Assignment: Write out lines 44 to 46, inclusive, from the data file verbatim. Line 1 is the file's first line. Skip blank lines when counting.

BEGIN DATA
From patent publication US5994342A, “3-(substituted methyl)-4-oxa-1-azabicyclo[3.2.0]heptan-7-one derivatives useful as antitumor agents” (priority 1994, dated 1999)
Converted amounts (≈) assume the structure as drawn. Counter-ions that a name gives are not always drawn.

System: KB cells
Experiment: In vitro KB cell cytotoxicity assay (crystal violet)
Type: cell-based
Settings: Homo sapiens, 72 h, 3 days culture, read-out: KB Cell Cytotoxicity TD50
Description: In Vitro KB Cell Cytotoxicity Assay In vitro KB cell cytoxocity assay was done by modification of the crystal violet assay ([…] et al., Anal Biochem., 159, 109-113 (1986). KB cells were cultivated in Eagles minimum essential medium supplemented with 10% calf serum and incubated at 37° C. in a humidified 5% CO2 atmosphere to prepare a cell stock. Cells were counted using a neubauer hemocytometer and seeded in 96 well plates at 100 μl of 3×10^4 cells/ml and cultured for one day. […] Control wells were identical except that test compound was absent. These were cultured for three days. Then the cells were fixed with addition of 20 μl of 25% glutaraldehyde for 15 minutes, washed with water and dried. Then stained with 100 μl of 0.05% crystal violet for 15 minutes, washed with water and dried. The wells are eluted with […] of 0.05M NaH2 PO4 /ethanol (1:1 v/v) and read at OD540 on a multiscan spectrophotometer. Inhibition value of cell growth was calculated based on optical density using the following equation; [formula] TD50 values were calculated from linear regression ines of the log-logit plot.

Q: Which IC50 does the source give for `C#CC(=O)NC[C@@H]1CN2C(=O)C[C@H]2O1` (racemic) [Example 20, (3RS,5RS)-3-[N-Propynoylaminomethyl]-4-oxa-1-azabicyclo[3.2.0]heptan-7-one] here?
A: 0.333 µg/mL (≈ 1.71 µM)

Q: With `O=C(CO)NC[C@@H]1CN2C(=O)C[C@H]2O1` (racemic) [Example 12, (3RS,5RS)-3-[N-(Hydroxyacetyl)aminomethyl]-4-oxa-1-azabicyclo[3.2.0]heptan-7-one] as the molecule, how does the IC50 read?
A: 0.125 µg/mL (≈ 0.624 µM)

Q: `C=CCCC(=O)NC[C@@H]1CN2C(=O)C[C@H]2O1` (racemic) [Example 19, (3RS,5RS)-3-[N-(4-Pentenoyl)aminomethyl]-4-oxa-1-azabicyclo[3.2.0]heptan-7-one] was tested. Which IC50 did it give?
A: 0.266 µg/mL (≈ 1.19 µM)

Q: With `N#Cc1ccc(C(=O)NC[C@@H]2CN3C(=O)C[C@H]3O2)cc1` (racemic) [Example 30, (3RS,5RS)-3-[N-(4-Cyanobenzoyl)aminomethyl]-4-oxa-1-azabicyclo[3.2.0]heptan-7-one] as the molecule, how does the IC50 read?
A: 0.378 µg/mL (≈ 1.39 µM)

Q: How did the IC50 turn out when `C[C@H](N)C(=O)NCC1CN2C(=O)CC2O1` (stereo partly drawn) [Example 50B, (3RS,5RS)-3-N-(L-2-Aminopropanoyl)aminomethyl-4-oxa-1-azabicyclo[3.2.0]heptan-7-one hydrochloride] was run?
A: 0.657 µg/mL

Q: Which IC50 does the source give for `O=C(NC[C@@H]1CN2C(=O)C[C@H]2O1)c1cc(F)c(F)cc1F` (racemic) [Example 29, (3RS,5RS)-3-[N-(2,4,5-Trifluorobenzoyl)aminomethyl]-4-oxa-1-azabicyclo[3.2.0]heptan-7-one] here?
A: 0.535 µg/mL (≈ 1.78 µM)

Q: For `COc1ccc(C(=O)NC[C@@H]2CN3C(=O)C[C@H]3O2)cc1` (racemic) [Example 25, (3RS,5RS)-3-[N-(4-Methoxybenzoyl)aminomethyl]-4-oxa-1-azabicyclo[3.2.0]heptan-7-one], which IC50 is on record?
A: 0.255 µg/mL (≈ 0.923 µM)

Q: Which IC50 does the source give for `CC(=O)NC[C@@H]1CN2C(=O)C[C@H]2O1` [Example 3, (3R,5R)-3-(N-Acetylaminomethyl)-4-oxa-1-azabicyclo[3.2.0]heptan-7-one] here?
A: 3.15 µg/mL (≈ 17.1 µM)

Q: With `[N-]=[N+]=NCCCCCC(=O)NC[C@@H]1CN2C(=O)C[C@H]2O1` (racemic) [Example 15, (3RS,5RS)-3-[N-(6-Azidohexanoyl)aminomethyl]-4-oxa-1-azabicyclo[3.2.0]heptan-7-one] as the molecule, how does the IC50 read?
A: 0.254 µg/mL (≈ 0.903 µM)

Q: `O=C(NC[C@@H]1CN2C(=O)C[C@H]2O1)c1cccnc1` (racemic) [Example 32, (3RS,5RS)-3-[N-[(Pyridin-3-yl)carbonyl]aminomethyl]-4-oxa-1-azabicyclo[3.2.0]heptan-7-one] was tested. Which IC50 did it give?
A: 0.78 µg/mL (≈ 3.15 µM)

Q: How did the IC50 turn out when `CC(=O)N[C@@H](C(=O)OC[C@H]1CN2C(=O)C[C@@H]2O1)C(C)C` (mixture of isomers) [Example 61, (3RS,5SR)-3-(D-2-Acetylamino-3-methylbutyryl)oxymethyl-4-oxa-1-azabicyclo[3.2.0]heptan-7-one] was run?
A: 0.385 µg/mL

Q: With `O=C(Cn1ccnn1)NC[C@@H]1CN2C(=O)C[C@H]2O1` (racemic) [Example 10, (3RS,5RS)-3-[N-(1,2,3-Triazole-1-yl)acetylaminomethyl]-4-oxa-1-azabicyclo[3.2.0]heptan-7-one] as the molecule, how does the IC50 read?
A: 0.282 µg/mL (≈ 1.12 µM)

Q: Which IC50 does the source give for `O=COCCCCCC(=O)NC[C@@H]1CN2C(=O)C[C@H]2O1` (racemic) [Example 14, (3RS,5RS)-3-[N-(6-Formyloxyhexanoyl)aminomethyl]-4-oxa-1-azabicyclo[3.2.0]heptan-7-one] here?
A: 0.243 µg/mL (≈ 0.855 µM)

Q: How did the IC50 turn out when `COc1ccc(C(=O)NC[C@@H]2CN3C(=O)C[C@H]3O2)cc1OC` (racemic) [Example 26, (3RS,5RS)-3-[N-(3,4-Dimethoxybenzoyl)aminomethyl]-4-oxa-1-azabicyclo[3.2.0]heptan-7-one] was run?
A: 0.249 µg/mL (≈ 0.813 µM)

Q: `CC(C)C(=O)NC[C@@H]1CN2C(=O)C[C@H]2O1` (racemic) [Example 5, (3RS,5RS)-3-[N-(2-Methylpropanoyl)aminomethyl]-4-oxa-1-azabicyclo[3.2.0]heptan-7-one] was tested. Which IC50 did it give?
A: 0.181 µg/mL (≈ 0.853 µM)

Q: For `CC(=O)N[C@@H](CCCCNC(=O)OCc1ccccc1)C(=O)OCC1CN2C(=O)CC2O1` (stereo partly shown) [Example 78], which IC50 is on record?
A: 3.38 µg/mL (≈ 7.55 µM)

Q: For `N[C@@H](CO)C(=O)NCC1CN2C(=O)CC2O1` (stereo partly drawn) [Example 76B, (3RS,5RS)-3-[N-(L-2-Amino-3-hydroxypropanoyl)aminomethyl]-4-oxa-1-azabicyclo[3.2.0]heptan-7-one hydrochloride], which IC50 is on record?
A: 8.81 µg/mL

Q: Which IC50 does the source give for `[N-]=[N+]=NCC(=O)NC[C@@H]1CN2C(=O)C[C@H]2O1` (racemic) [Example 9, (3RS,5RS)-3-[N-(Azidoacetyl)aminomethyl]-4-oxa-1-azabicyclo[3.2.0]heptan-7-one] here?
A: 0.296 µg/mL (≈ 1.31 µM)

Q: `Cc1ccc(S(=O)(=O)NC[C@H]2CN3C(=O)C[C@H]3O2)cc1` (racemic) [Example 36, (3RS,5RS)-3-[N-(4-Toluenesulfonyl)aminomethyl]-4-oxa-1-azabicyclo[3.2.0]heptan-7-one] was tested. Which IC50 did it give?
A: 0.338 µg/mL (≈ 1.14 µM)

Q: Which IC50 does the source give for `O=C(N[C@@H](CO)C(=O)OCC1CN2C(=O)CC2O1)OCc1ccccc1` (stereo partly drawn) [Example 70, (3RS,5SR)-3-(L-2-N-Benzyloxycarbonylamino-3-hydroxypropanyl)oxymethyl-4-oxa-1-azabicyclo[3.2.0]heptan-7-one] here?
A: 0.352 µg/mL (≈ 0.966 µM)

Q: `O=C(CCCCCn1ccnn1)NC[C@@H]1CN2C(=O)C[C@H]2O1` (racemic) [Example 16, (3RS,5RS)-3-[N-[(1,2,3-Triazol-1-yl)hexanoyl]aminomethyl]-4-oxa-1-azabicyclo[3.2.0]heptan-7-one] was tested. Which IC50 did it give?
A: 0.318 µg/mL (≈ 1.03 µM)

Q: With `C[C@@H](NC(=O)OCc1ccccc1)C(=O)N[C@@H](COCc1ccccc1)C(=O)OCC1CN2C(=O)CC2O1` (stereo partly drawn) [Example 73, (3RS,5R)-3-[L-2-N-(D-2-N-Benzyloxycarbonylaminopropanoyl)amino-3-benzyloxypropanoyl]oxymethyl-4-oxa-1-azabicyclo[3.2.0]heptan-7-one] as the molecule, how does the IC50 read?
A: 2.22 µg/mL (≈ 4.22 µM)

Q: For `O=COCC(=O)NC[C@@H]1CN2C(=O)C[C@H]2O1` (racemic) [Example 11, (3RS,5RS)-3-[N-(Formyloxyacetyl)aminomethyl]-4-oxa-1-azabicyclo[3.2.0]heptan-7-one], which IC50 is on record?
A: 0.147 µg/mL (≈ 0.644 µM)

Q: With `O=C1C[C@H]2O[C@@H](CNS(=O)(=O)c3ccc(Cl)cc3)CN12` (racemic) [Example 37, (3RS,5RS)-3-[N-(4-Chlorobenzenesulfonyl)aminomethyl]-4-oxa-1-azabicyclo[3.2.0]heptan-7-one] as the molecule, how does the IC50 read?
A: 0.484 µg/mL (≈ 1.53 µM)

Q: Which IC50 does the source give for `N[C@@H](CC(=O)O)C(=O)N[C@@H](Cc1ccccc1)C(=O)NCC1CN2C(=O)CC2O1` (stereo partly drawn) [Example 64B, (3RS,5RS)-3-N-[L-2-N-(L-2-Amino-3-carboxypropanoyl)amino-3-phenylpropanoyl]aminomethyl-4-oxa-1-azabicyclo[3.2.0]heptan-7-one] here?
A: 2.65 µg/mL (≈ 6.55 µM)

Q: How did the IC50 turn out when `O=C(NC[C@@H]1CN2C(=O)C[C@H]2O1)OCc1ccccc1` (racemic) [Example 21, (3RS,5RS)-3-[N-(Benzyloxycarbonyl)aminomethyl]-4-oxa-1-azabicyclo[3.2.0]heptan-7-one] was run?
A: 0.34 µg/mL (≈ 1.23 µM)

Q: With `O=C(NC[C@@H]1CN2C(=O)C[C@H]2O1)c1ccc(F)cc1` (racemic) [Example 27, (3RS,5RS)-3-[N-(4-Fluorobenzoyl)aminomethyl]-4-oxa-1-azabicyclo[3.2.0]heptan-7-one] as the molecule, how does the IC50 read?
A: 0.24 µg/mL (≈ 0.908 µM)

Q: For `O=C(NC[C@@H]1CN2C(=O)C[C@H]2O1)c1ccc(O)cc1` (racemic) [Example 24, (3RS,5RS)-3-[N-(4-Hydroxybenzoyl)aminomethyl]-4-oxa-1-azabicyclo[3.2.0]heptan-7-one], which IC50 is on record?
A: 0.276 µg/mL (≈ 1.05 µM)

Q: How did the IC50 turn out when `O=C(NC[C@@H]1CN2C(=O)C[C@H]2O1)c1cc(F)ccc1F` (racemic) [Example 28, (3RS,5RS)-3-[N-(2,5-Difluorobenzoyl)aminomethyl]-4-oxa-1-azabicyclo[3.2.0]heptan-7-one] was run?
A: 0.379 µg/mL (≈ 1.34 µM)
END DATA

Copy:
Q: `Cc1ccc(S(=O)(=O)NC[C@H]2CN3C(=O)C[C@H]3O2)cc1` (racemic) [Example 36, (3RS,5RS)-3-[N-(4-Toluenesulfonyl)aminomethyl]-4-oxa-1-azabicyclo[3.2.0]heptan-7-one] was tested. Which IC50 did it give?
A: 0.338 µg/mL (≈ 1.14 µM)

Q: Which IC50 does the source give for `O=C(N[C@@H](CO)C(=O)OCC1CN2C(=O)CC2O1)OCc1ccccc1` (stereo partly drawn) [Example 70, (3RS,5SR)-3-(L-2-N-Benzyloxycarbonylamino-3-hydroxypropanyl)oxymethyl-4-oxa-1-azabicyclo[3.2.0]heptan-7-one] here?